Vol. 163 No. #20

More Stories from the May 17, 2003 issue

  1. Astronomy

    Supernovas, gamma-ray bursts: Two of a kind?

    Astronomers have uncovered direct evidence that gamma-ray bursts are linked to supernovas.

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  2. Health & Medicine

    Fecal glow could improve meat safety

    Workers who process animal carcasses into meat might soon use a novel type of laser scanner to identify products that have been contaminated with feces.

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  3. Paleontology

    Ancient wood points to arctic greenhouse

    Chemical analyses of wood that grew in an ancient arctic forest suggest that the air there once was about twice as humid as it is now.

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  4. Astronomy

    A black hole that goes the distance

    Astronomers have measured the mass of the most distant black hole known.

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  5. Chemistry

    Drug smugglers leave cellular tracks

    Imaging reveals where some experimental nanoscale capsules ferry drugs when they enter cells.

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  6. Health & Medicine

    Boosting the TB vaccine

    A new vaccine for tuberculosis outperforms the current one in tests on animals.

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  7. Materials Science

    Zeolites get an organic makeover

    Scientists can now incorporate organic groups into the framework of zeolites, a kind of inorganic crystal.

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  8. Humans

    Sea burial for Canada’s cod fisheries

    The Canadian government has declared an end to cod fishing in nearly all of the country’s Atlantic waters.

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  9. Anthropology

    Stone Age Genetics: Ancient DNA enters humanity’s heritage

    Genetic material extracted from the bones of European Stone Age Homo sapiens, sometimes called Cro-Magnons, bolsters the theory that people evolved independently of Neandertals.

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  10. Earth

    Going Down? Probe could ride to Earth’s core in a mass of molten iron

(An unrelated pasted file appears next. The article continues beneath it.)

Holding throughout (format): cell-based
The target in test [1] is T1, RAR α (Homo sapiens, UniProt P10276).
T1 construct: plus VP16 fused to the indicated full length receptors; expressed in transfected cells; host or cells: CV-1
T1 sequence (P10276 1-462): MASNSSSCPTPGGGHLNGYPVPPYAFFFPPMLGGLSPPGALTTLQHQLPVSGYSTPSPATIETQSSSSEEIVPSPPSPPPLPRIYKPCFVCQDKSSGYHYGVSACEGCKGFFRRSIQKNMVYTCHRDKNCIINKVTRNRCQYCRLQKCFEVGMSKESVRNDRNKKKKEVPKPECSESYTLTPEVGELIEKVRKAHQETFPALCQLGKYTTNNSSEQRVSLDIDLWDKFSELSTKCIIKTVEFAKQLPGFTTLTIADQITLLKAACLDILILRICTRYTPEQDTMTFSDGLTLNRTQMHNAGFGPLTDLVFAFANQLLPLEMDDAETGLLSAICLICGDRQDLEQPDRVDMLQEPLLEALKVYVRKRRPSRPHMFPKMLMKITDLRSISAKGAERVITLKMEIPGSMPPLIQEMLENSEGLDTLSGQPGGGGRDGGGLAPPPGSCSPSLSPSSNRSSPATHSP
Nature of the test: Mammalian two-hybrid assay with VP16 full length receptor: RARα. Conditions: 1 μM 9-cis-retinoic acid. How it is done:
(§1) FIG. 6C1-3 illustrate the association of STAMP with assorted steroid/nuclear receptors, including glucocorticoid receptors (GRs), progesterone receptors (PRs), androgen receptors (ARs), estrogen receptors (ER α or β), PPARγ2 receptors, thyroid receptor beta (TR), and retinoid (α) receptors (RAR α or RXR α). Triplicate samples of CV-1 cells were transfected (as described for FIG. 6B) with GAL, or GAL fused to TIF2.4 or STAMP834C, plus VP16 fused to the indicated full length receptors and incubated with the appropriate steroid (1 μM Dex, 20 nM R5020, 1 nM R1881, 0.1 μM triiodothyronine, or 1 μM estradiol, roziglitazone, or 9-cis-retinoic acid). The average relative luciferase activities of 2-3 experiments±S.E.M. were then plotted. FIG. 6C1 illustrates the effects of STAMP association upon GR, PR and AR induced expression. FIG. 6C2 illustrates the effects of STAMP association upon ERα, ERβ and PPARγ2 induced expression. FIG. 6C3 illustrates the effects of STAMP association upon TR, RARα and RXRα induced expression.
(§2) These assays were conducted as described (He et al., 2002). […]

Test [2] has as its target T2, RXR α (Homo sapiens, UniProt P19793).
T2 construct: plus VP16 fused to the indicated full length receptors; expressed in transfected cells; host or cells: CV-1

A geophysicist suggests that scientists could explore Earth's inner structure by sending a grapefruit-size probe on a week-long mission to the Earth's core inside a crust-busting mass of molten iron.

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  11. Tech

    Columbia Disaster Working Hypothesis: Wing hit by debris

    The independent board investigating the breakup of the space shuttle presented its first detailed account of what might have caused the Feb. 1 disaster.

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  12. Gypsy Secret: Children of sea see clearly underwater

    Children who regularly dive to collect food have better-than-normal underwater vision because their eyes adapt to the liquid environment.

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  13. Materials Science

    Melt-Resistant Metals: Carbon coating keeps atoms in order

    Shrink-wrapped in carbon, nanoscale metal chunks melt at extraordinarily high temperatures, suggesting carbon coatings as a route to higher heat resistance for materials and devices.

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  14. Health & Medicine

    Bone Builder: New drug could heal hard-to-mend fractures

    A synthetic compound can heal broken bones that are so damaged they don't knit on their own, a study in rats and dogs shows.

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  15. Chemistry

    Diamond in the rough

    Researchers have found a collection of previously undiscovered diamondlike compounds in oil.

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  16. Troubling Treat: Guam mystery disease from bat entrée?

    A famous unsolved medical puzzle of why a neurological disease spiked on Guam may hinge on the local tradition of serving boiled bat.

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  17. Chemistry

    Plastic Electric

    Scientists are finding new ways to improve the molecular order and electrical conductivity of a commercially important conducting plastic.

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  18. Earth

    Patterns from Nowhere

    Scientists are developing geophysical models that may explain the polygonal patterns that appear in and on the ground in remote regions of the Arctic, Antarctica, and possibly the surface of Mars.

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